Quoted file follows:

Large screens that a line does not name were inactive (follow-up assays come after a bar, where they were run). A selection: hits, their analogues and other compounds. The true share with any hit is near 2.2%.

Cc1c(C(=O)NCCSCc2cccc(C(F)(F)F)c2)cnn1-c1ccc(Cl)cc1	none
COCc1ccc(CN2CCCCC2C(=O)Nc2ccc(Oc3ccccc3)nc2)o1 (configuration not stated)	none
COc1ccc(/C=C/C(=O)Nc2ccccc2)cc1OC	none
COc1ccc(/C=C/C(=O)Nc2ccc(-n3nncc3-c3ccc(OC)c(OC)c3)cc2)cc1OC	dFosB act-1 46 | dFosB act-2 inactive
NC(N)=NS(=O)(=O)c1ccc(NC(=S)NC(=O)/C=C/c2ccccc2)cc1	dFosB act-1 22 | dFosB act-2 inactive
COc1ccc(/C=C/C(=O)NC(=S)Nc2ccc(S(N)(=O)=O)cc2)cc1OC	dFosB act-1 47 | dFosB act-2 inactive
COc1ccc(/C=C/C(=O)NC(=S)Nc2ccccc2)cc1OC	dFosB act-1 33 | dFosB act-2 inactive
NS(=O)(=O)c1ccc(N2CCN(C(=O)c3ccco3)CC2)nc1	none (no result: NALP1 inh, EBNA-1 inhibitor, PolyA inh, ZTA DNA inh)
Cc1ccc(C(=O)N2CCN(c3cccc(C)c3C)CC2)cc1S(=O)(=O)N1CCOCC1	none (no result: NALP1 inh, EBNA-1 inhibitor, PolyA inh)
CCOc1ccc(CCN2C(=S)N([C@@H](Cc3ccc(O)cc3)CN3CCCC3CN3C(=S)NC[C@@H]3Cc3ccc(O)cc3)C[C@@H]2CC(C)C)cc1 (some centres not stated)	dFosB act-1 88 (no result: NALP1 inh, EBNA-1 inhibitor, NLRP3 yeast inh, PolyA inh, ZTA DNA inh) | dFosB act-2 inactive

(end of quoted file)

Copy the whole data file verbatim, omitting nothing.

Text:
Large screens that a line does not name were inactive (follow-up assays come after a bar, where they were run). A selection: hits, their analogues and other compounds. The true share with any hit is near 2.2%.

Cc1c(C(=O)NCCSCc2cccc(C(F)(F)F)c2)cnn1-c1ccc(Cl)cc1	none
COCc1ccc(CN2CCCCC2C(=O)Nc2ccc(Oc3ccccc3)nc2)o1 (configuration not stated)	none
COc1ccc(/C=C/C(=O)Nc2ccccc2)cc1OC	none
COc1ccc(/C=C/C(=O)Nc2ccc(-n3nncc3-c3ccc(OC)c(OC)c3)cc2)cc1OC	dFosB act-1 46 | dFosB act-2 inactive
NC(N)=NS(=O)(=O)c1ccc(NC(=S)NC(=O)/C=C/c2ccccc2)cc1	dFosB act-1 22 | dFosB act-2 inactive
COc1ccc(/C=C/C(=O)NC(=S)Nc2ccc(S(N)(=O)=O)cc2)cc1OC	dFosB act-1 47 | dFosB act-2 inactive
COc1ccc(/C=C/C(=O)NC(=S)Nc2ccccc2)cc1OC	dFosB act-1 33 | dFosB act-2 inactive
NS(=O)(=O)c1ccc(N2CCN(C(=O)c3ccco3)CC2)nc1	none (no result: NALP1 inh, EBNA-1 inhibitor, PolyA inh, ZTA DNA inh)
Cc1ccc(C(=O)N2CCN(c3cccc(C)c3C)CC2)cc1S(=O)(=O)N1CCOCC1	none (no result: NALP1 inh, EBNA-1 inhibitor, PolyA inh)
CCOc1ccc(CCN2C(=S)N([C@@H](Cc3ccc(O)cc3)CN3CCCC3CN3C(=S)NC[C@@H]3Cc3ccc(O)cc3)C[C@@H]2CC(C)C)cc1 (some centres not stated)	dFosB act-1 88 (no result: NALP1 inh, EBNA-1 inhibitor, NLRP3 yeast inh, PolyA inh, ZTA DNA inh) | dFosB act-2 inactive